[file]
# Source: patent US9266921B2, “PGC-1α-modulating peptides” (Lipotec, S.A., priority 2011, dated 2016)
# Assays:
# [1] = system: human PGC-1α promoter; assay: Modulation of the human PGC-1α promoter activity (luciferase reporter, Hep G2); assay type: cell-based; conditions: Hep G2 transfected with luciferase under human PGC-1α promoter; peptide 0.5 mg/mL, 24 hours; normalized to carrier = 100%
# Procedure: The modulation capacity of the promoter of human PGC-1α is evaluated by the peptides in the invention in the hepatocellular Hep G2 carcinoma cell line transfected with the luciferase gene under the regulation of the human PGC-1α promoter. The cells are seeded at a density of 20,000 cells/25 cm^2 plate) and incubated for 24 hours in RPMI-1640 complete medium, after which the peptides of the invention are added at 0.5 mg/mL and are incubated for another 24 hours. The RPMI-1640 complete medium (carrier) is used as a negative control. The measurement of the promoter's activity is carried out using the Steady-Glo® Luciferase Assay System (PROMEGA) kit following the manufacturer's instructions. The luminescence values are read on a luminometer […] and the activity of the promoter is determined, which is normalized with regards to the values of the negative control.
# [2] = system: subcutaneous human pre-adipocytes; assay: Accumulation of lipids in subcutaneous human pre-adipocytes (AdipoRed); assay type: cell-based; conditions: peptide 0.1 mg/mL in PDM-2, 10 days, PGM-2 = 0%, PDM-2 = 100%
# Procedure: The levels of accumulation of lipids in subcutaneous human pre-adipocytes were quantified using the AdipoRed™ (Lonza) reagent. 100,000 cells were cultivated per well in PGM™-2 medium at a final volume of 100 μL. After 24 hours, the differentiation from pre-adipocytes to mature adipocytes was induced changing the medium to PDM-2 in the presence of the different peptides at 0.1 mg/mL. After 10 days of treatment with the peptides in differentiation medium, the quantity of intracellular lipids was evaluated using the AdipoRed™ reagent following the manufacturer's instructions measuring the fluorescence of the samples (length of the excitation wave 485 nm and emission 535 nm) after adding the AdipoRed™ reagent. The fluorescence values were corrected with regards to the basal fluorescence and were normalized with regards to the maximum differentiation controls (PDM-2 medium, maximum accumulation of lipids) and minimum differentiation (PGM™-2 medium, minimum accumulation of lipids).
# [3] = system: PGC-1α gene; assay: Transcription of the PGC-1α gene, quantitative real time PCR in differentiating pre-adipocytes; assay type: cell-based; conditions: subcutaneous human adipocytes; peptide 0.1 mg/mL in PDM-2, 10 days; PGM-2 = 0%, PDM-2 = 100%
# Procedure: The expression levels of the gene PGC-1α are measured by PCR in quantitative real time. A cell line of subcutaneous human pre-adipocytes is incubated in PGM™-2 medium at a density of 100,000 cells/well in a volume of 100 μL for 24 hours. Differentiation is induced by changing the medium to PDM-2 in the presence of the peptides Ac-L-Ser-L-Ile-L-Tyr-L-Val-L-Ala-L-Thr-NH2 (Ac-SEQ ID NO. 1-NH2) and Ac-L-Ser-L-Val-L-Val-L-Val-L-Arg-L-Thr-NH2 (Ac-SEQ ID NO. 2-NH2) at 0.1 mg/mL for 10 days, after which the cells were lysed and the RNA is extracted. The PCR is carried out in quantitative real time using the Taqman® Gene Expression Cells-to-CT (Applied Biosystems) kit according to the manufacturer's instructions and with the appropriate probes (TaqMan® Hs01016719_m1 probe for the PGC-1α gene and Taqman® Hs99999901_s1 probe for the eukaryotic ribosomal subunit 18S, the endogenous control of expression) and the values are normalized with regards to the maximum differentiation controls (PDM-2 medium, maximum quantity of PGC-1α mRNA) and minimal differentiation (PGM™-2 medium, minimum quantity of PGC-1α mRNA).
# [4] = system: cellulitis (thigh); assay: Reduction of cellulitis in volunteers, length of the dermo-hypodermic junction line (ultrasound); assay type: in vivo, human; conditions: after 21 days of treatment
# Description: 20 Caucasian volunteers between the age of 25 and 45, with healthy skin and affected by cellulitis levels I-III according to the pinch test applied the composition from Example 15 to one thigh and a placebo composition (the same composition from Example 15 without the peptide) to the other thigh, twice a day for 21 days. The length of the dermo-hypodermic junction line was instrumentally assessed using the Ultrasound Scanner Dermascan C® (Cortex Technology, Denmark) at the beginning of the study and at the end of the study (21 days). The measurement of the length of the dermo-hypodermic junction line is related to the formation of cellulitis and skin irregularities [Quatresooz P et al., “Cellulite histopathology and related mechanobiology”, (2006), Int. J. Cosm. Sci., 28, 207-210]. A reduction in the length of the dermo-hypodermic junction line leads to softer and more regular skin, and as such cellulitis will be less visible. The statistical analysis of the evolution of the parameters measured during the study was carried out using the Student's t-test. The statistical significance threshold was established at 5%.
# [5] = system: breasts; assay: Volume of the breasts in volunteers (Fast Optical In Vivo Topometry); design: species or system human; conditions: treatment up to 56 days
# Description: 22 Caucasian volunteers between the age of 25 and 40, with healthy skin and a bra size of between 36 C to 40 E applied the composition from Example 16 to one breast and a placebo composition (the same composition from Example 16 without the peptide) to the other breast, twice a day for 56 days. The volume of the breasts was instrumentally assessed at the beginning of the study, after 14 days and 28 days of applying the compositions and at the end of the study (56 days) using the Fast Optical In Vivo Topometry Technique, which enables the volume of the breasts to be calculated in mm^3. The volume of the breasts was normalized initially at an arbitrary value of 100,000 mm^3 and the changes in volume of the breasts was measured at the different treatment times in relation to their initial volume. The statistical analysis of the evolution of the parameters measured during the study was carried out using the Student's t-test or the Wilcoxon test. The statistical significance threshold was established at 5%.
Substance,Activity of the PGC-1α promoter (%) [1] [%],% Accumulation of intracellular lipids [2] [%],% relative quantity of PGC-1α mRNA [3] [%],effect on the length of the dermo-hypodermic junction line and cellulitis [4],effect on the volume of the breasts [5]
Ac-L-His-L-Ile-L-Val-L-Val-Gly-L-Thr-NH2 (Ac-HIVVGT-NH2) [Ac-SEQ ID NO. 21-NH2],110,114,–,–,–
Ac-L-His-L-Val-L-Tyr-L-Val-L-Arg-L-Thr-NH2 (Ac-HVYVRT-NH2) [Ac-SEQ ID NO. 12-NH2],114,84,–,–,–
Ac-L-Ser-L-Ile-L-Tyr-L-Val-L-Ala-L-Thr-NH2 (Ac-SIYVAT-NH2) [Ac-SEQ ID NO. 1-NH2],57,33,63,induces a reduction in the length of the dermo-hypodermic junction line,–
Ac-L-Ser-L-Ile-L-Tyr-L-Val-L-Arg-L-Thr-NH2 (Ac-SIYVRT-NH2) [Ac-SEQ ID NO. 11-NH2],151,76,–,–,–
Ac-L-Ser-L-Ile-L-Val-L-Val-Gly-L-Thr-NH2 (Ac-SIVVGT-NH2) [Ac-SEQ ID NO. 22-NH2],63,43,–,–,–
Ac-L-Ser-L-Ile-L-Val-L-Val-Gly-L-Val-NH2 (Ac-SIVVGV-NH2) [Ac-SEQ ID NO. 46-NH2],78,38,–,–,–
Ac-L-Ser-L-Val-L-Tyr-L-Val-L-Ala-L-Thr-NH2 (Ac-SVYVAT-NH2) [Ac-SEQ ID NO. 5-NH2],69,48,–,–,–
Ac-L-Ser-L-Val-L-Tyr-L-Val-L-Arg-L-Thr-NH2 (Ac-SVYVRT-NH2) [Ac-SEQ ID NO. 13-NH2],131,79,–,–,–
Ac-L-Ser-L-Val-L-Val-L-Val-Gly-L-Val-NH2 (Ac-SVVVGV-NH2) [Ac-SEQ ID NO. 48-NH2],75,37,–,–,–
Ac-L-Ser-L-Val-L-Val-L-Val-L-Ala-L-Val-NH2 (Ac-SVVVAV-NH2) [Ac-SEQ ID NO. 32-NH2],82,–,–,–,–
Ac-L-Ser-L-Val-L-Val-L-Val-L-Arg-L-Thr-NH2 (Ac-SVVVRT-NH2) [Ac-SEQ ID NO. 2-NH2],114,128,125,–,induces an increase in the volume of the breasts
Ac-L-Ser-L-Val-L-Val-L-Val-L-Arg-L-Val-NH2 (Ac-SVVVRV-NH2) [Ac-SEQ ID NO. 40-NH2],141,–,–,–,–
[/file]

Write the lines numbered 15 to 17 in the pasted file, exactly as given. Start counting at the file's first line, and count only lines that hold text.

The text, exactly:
Ac-L-His-L-Val-L-Tyr-L-Val-L-Arg-L-Thr-NH2 (Ac-HVYVRT-NH2) [Ac-SEQ ID NO. 12-NH2],114,84,–,–,–
Ac-L-Ser-L-Ile-L-Tyr-L-Val-L-Ala-L-Thr-NH2 (Ac-SIYVAT-NH2) [Ac-SEQ ID NO. 1-NH2],57,33,63,induces a reduction in the length of the dermo-hypodermic junction line,–
Ac-L-Ser-L-Ile-L-Tyr-L-Val-L-Arg-L-Thr-NH2 (Ac-SIYVRT-NH2) [Ac-SEQ ID NO. 11-NH2],151,76,–,–,–